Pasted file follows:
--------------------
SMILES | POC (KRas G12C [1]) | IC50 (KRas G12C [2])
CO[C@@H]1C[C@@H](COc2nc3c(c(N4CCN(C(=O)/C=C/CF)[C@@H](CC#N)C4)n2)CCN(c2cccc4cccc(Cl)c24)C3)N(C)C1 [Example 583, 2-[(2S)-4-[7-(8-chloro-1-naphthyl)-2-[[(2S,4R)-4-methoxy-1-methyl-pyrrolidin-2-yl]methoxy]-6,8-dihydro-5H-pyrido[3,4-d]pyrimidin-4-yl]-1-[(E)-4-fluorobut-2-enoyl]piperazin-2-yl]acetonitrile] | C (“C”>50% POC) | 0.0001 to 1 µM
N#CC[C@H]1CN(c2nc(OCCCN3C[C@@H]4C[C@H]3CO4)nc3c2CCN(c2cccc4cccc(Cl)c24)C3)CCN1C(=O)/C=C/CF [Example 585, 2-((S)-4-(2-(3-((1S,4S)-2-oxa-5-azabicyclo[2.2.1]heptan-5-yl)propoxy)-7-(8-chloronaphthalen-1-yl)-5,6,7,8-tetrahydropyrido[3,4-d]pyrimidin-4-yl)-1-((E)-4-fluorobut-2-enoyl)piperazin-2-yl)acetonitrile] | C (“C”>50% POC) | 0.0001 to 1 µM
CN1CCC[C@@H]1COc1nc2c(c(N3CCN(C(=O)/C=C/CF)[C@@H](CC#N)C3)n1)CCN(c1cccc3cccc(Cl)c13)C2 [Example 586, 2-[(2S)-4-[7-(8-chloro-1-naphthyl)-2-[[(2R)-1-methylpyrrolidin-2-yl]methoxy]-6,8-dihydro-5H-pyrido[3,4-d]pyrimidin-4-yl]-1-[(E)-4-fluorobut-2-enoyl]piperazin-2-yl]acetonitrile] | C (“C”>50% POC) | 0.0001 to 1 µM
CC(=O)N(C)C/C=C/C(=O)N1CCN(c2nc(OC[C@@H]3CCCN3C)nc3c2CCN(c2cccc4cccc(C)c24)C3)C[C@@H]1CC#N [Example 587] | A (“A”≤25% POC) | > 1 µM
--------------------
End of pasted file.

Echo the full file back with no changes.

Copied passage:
SMILES | POC (KRas G12C [1]) | IC50 (KRas G12C [2])
CO[C@@H]1C[C@@H](COc2nc3c(c(N4CCN(C(=O)/C=C/CF)[C@@H](CC#N)C4)n2)CCN(c2cccc4cccc(Cl)c24)C3)N(C)C1 [Example 583, 2-[(2S)-4-[7-(8-chloro-1-naphthyl)-2-[[(2S,4R)-4-methoxy-1-methyl-pyrrolidin-2-yl]methoxy]-6,8-dihydro-5H-pyrido[3,4-d]pyrimidin-4-yl]-1-[(E)-4-fluorobut-2-enoyl]piperazin-2-yl]acetonitrile] | C (“C”>50% POC) | 0.0001 to 1 µM
N#CC[C@H]1CN(c2nc(OCCCN3C[C@@H]4C[C@H]3CO4)nc3c2CCN(c2cccc4cccc(Cl)c24)C3)CCN1C(=O)/C=C/CF [Example 585, 2-((S)-4-(2-(3-((1S,4S)-2-oxa-5-azabicyclo[2.2.1]heptan-5-yl)propoxy)-7-(8-chloronaphthalen-1-yl)-5,6,7,8-tetrahydropyrido[3,4-d]pyrimidin-4-yl)-1-((E)-4-fluorobut-2-enoyl)piperazin-2-yl)acetonitrile] | C (“C”>50% POC) | 0.0001 to 1 µM
CN1CCC[C@@H]1COc1nc2c(c(N3CCN(C(=O)/C=C/CF)[C@@H](CC#N)C3)n1)CCN(c1cccc3cccc(Cl)c13)C2 [Example 586, 2-[(2S)-4-[7-(8-chloro-1-naphthyl)-2-[[(2R)-1-methylpyrrolidin-2-yl]methoxy]-6,8-dihydro-5H-pyrido[3,4-d]pyrimidin-4-yl]-1-[(E)-4-fluorobut-2-enoyl]piperazin-2-yl]acetonitrile] | C (“C”>50% POC) | 0.0001 to 1 µM
CC(=O)N(C)C/C=C/C(=O)N1CCN(c2nc(OC[C@@H]3CCCN3C)nc3c2CCN(c2cccc4cccc(C)c24)C3)C[C@@H]1CC#N [Example 587] | A (“A”≤25% POC) | > 1 µM